Although the “dress code” was the most glaring example of our changing mindset.There were other changes which were just as bad if not worse in the long run.
My husband started to implement “order in the home”. Although not as extreme as the other men, he considered himself the head of the household. Sure, I could argue, but if he stuck to his guns on something, I was expected to follow. I could be stubborn, but there were plenty of things that I gave way. Dressing in skirts out in public wasn’t the only one.
Staying at home, I let him control the finances. Sure, I could give advice, nag and so on, but in the end, he decided all things. A lot of things happened that in earlier days, I would have finally put my foot down no matter the cost. Trying to be a more submissive wife, I nagged and argued if I felt mad enough, but in the end my husband would win because his word was final.
We moved and he took his time finding another job. Well over a year passed by until the money ran down to the last couple of hundred. I had nagged him towards the end, but never putting my foot down or giving him an ultimatum allowed him to take his time or drag out small jobs until things got desperate.
When he did get a real job, we started out in debt due to a loan he had taken out to get the skills for the job. At the time, I was just relieved that he had gotten a job.
When your staying at home and trying to follow your husband as “head of household” you do a lot of worrying. It’s akin to being a helpless passenger in a demolition derby, you just hang on and hope for the best.
Patriarchy affect all things and this was very noticeable when we got together with our church friends and other patriarchy proponents. The men and women usually split off into two groups. This has its parallel in the “real world”, but it is a bigger divide here. At church when important things needed to be discussed the men went off to decide them. Even at casual events I was always gravitating to the womenfolk’s circle. The work alone dictated it. If we went to someone’s house for dinner, I along with the other visiting wives would help the hostess out in the kitchen. If the hosting husband needed any help the guys would help him, more often than not, they sat around and talked as the women got dinner ready.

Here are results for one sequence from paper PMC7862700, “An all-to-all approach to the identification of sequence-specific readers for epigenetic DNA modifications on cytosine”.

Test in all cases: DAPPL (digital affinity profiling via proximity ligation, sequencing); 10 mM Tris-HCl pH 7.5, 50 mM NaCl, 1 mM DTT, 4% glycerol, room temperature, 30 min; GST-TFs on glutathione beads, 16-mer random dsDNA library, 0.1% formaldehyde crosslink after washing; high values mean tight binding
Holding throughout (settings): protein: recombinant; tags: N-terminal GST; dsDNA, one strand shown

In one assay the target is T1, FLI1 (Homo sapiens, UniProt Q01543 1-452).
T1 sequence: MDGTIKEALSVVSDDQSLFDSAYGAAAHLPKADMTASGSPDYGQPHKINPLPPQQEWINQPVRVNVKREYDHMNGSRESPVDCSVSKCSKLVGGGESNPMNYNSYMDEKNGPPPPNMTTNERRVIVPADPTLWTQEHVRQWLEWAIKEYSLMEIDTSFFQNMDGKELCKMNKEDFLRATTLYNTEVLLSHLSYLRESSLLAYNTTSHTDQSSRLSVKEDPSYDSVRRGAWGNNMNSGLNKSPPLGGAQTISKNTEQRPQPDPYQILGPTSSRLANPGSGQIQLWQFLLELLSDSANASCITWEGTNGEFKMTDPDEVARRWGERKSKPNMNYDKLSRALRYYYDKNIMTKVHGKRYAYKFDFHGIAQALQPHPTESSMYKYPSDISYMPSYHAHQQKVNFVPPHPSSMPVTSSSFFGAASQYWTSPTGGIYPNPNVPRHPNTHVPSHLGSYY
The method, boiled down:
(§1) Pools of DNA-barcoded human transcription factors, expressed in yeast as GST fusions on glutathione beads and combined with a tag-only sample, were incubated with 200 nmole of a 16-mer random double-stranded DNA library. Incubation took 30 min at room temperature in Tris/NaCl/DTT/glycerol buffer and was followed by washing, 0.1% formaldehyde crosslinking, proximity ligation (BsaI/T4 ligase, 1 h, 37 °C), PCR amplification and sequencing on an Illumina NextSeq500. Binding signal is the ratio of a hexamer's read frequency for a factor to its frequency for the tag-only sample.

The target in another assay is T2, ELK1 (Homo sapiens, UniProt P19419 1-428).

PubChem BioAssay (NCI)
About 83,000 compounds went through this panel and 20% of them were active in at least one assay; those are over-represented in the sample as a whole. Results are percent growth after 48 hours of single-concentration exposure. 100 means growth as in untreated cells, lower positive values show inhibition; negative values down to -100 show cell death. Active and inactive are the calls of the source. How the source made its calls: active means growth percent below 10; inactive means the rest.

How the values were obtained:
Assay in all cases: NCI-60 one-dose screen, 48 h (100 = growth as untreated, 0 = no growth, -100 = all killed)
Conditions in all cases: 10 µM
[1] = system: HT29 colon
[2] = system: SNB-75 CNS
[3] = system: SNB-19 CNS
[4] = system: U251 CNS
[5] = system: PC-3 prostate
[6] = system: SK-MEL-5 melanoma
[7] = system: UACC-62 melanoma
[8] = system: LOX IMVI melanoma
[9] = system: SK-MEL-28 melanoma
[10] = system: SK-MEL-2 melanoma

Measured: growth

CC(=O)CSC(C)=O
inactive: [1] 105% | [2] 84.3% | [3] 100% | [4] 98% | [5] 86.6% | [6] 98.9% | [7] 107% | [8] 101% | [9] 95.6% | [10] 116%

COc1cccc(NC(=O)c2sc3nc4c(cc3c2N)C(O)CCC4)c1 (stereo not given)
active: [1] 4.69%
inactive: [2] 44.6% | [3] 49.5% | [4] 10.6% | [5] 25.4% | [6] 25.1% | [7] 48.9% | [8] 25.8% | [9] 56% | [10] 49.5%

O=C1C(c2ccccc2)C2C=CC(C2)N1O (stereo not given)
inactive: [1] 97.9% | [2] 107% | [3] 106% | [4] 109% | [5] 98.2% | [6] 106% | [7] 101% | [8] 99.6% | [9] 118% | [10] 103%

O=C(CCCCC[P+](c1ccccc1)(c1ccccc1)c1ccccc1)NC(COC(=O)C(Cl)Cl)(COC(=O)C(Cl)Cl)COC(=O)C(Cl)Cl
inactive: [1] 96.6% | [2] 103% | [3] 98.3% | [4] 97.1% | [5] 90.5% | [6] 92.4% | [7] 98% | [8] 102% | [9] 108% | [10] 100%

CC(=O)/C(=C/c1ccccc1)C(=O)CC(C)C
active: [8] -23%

Men relaxing, women working; this was something that I noticed a lot in the patriarchy crowd. The men might have jobs, but at least the time clock had and end. We were always working. This was in part because 90% of the time our social occasions consisted of visiting each others home. So the home being the woman’s domain, one could say that it was “on the job” for us women.
These social occasions taught me a lot about how patriarchy affected women. I saw a lot of women who had a lot more rules to live under. Some weren’t allowed to drive, in the name of safety of course. Others could only wear dresses and skirts.
In patriarchal circles, husbands thought nothing of reproving their wife in public. If she did something that annoyed them or caused them to lose face, the didn’t hesitate to remand her. Some husbands might pull their wife aside for a few quiet, but it was pretty obvious. No one thought anything about it. Everyone understood that was a husband doing what he had to do.
Let me at this point interject something. Them men in our group were decent hardworking husbands, who never ran around or abused their wives. I say this so that no defender of patriarchy can say that it was the individual men and not the belief system that was at fault. The men in our group worked hard to provide for their wives. In fact it was my more moderate husband who was the lazy one. As I stated before these were not “carnal men” , sinners pretending to be holy patriarchy. No, these were sincere self sacrificing men, men who often denied themselves things and gave willingly to those in need. When a husband in our group sniped at his wife in public it was because he was chastising his wife as he would a child that he loved. When he told her that she couldn’t drive or what she could wear, he was honestly trying to do what he saw as living according to “God’s will”.
All the same it bothered me. At first I felt bad, These were decent guys, I couldn’t dismiss them the way I could in the “secular world”. In that world, if a guy crabbed at his wife or was controlling it was usually because he mistreated her in general. You could be sure that such a man was an all around creep. Yet here were guys who were decent, upstanding husbands being rude to their wives, being controlling. It rubbed me wrong to here a guy snap at his wife, it bothered me that there were all of these rules for wives. the worse thing was that it was the belief and practice of “order in the home” that made all of this acceptable. I though of the wives that I knew in the secular and mainstream church world. they’d never take to being ordered around and snapped at like a child.
Of course, they had it all wrong I would assure myself. After all, the Bible was clear about the patriarchal issue. We weren’t heathens or hypocrites either. We would follow the Word even when it made us uncomfortable.
I saw a lot of other dynamics in these circles which gave me insight into the patriarchal mindset.
To be continued…
Comments open below
NLQ Recommended Reading …
‘Breaking Their Will: Shedding Light on Religious Child Maltreatment‘ by Janet Heimlich
‘Quivering Daughters‘ by Hillary McFarland
‘Quiverfull: Inside the Christian Patriarchy Movement‘ by Kathryn Joyce
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